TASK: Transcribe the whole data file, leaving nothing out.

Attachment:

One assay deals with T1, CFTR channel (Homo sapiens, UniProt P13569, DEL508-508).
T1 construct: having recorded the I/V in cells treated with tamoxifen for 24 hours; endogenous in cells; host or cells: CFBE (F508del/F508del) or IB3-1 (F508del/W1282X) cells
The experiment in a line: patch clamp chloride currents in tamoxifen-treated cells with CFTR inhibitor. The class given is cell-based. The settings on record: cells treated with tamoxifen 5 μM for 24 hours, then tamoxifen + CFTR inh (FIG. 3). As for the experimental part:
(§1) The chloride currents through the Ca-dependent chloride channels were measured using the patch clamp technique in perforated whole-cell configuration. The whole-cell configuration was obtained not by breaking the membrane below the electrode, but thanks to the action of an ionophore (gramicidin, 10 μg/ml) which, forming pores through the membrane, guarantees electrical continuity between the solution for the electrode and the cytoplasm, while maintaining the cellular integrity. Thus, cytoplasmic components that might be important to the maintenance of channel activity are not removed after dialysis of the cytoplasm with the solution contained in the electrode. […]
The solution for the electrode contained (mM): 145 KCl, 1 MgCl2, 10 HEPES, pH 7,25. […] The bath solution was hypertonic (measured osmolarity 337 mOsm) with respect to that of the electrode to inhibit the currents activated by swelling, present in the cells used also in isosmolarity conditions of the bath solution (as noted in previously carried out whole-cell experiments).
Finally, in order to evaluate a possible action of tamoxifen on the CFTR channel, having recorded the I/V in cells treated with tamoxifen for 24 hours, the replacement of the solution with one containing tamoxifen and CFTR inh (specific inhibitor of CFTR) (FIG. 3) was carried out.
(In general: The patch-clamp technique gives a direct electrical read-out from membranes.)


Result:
One assay deals with T1, CFTR channel (Homo sapiens, UniProt P13569, DEL508-508).
T1 construct: having recorded the I/V in cells treated with tamoxifen for 24 hours; endogenous in cells; host or cells: CFBE (F508del/F508del) or IB3-1 (F508del/W1282X) cells
The experiment in a line: patch clamp chloride currents in tamoxifen-treated cells with CFTR inhibitor. The class given is cell-based. The settings on record: cells treated with tamoxifen 5 μM for 24 hours, then tamoxifen + CFTR inh (FIG. 3). As for the experimental part:
(§1) The chloride currents through the Ca-dependent chloride channels were measured using the patch clamp technique in perforated whole-cell configuration. The whole-cell configuration was obtained not by breaking the membrane below the electrode, but thanks to the action of an ionophore (gramicidin, 10 μg/ml) which, forming pores through the membrane, guarantees electrical continuity between the solution for the electrode and the cytoplasm, while maintaining the cellular integrity. Thus, cytoplasmic components that might be important to the maintenance of channel activity are not removed after dialysis of the cytoplasm with the solution contained in the electrode. […]
The solution for the electrode contained (mM): 145 KCl, 1 MgCl2, 10 HEPES, pH 7,25. […] The bath solution was hypertonic (measured osmolarity 337 mOsm) with respect to that of the electrode to inhibit the currents activated by swelling, present in the cells used also in isosmolarity conditions of the bath solution (as noted in previously carried out whole-cell experiments).
Finally, in order to evaluate a possible action of tamoxifen on the CFTR channel, having recorded the I/V in cells treated with tamoxifen for 24 hours, the replacement of the solution with one containing tamoxifen and CFTR inh (specific inhibitor of CFTR) (FIG. 3) was carried out.
(In general: The patch-clamp technique gives a direct electrical read-out from membranes.)